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FBI warns of new banking scam

By David McMillin · Bankrate.com
Wednesday, January 11, 2012
Posted: 1 pm ET

Some crafty criminals are aiming to steal one of the most valuable pieces of your personal property: your banking information.

In a new warning, the Federal Bureau of Investigation warns account holders of a new spam email scheme that involves a type of malware called "Gameover." The scheme involves fake emails from the National Automated Clearing House Association, the Federal Reserve or the FDIC. These messages attempt to trick recipients into clicking on a link to resolve some type of issue with their accounts or a recent ACH transaction. Once you click on the link, Gameover takes over your computer, and thieves can steal usernames, passwords and your money.

The FBI also warns the thieves' hacking capabilities can navigate around common user authentication methods banks use to verify your identity, which is certainly a cause for concern. Those additional authentication steps -- often personal questions, birth dates or other pieces of private informationĀ -- are meant to provide some extra security padding.

While phishing scams are nothing new to the world of online banking, this type of warning serves as a reminder of just how susceptible account holders can be to malicious attacks. As more account holders begin to jump on the mobile banking bandwagon, it's important to remember that a smartphone essentially acts as another computer. While this additional connection to the Internet is convenient, it also serves as another outlet where your information can be compromised.

Here are a few crucial steps to take to avoid falling victim to this type of Internet crime.

  • Keep your computer and mobile device updated with the newest versions of anti-virus software.
  • If you have any doubts about an email sender's authenticity, do not click on any embedded links.
  • Remember, banks never request any personal information via email.
  • Be vigilant about checking your account balances. The sooner you notice and report any type of fraudulent activity, the more likely you'll be able to be reimbursed for any missing funds.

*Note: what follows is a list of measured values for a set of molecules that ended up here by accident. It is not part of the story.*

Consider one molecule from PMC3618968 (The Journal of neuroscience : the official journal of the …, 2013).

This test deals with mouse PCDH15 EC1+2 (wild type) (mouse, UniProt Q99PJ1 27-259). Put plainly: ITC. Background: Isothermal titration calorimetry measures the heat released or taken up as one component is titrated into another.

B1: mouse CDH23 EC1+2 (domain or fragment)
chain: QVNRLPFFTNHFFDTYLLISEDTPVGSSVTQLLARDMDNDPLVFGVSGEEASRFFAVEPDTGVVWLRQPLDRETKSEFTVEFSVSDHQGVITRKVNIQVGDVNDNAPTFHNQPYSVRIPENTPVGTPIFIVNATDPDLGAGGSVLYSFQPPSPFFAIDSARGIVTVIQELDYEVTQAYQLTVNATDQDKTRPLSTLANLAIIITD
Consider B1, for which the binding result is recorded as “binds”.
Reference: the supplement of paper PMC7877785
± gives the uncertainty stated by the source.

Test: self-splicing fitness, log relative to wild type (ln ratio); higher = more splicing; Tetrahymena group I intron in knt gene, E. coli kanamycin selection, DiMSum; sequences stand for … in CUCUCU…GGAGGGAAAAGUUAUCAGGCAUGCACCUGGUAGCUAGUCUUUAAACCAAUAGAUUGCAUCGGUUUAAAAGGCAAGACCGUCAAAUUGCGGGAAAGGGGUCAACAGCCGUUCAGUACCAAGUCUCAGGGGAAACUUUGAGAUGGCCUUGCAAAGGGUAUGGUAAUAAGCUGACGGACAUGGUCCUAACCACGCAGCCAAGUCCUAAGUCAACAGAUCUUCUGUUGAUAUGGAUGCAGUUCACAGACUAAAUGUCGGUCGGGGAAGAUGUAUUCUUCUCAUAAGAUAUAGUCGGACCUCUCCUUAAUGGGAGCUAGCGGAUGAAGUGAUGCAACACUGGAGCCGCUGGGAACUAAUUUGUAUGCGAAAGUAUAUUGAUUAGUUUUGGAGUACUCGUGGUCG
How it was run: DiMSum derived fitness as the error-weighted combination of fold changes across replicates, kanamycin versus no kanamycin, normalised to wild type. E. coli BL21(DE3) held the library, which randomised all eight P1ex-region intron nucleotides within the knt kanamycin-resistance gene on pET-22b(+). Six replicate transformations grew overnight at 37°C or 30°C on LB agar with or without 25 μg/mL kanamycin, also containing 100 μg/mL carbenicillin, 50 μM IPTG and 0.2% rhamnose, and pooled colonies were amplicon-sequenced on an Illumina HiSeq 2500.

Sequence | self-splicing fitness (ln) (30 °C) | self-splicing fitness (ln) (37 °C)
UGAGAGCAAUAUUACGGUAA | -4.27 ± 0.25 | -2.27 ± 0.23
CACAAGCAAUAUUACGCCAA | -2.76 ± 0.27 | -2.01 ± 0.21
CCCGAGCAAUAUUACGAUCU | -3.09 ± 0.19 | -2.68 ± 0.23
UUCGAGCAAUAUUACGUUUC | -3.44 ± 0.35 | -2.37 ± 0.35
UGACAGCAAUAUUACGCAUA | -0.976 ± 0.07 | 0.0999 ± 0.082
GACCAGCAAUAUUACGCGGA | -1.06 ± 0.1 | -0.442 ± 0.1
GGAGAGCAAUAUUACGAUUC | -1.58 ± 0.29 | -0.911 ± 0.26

Have you ever fallen victim to an online banking attack? If so, do you have any tips for other readers to avoid the trap?

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466 Comments
Susan
March 11, 2012 at 12:34 pm

It would behoove everyone to do a little research on their own regarding the bank of their choosing. Are your deposits insured? Go to the FDIC website to find out everything you need to know before putting your money into a bank that cares little for its customers.

I have been with the same bank for over 30 years, and I don't think I would ever bank on-line if there wasn't a branch in my home town.

John
March 11, 2012 at 2:00 am

mp There is no god.

kopperhaid
March 10, 2012 at 11:25 pm

Doen't make bats ass sense. but it is being ochestrated by the d.c. cartel and internationl european gangsters or communist.

It is ready to come out of the closet completely very soon.

Johnny
March 10, 2012 at 5:06 pm

Stealing information from your file is pretty easy when a hacker can go into computer system to steal your valuable personal information. So it is better to keep all your confidential piece of personal info in a safe place as much as possible. Have longer passwords to protect you if you use internet banking. Many people got trick or scam nowadays. Just prepare for things like that for safety.

Secure Systems
March 10, 2012 at 12:28 pm

Years ago the banksters had plenty of opportunities to secure their systems, but they refused. Then the banksters demanded and got "bailouts" from Obama and gave each other multimillion dollar bonuses with our money. Now we see thieves cleaning out our bank accounts, yet the banksters refuse to protect us. One example: An LA business had $40,000 in a BofA account that was cleaned out in minutes by a "bank in Croatia", but BofA refused to protect the account or stop the transaction. Perhaps the banksters have "foreign friends" working outside the US who are cleaning out our bank accounts and giving the banksters a cut of the action?

M W Baumeister, Ed D
March 10, 2012 at 12:19 pm

A

Report phishing to your local FBI field office.

mp
March 10, 2012 at 7:33 am

Years ago everyone did't claim all these degrees that are out there and they would LOOK LISTEN and LEARN.Now they Run Eat Spend Pay no attention to what is going on and let the crooks take control of their life.they like what they hear and not what they see.Feel that work is to much.Take the easy way out and end up in a mess.Life is not Hollywood and life is not a made up story.God wrote the rules and thats it